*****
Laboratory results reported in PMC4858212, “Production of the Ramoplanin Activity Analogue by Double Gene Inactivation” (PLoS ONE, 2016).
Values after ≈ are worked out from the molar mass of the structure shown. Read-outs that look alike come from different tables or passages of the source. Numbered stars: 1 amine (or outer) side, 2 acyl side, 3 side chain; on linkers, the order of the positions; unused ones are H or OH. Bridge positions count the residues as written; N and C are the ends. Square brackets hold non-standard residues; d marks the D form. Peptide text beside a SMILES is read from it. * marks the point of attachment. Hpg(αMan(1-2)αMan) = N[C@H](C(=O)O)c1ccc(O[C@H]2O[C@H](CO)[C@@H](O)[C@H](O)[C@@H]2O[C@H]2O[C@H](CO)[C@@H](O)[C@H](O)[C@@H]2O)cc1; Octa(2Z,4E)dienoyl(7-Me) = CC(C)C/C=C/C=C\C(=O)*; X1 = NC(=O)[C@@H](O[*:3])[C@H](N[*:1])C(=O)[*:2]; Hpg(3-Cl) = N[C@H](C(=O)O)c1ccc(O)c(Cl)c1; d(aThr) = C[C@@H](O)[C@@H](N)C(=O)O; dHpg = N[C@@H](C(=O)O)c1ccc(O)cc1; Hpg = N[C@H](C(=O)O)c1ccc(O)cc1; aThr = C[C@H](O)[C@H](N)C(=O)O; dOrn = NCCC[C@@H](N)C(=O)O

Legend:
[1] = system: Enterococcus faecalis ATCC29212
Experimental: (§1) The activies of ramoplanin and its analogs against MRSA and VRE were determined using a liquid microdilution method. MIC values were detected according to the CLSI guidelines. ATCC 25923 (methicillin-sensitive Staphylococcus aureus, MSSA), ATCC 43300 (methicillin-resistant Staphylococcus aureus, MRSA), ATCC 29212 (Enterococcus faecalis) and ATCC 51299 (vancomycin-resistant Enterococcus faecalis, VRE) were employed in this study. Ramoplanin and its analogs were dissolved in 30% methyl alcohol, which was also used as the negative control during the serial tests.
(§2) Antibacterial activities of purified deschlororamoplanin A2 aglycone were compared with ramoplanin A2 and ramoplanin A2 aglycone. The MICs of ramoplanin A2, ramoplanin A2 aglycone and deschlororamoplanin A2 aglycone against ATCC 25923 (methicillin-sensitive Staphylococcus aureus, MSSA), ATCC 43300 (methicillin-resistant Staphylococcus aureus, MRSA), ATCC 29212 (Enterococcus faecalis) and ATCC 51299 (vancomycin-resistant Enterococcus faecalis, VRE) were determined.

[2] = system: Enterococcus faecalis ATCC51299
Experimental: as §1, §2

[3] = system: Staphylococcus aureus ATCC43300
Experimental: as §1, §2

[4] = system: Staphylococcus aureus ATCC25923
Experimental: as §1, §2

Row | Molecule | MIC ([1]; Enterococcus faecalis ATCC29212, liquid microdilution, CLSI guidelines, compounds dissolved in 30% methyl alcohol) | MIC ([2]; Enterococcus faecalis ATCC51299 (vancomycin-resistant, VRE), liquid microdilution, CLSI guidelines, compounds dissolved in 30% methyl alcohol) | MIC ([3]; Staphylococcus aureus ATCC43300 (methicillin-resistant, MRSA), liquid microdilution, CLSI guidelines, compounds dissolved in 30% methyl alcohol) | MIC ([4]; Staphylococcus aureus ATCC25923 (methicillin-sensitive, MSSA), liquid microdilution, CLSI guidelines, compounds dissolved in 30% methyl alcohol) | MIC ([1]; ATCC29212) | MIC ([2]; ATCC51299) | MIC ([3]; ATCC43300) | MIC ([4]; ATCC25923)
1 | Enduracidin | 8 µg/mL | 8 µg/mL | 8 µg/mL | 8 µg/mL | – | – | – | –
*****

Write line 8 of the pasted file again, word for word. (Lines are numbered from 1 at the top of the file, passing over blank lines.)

Experimental: as §1, §2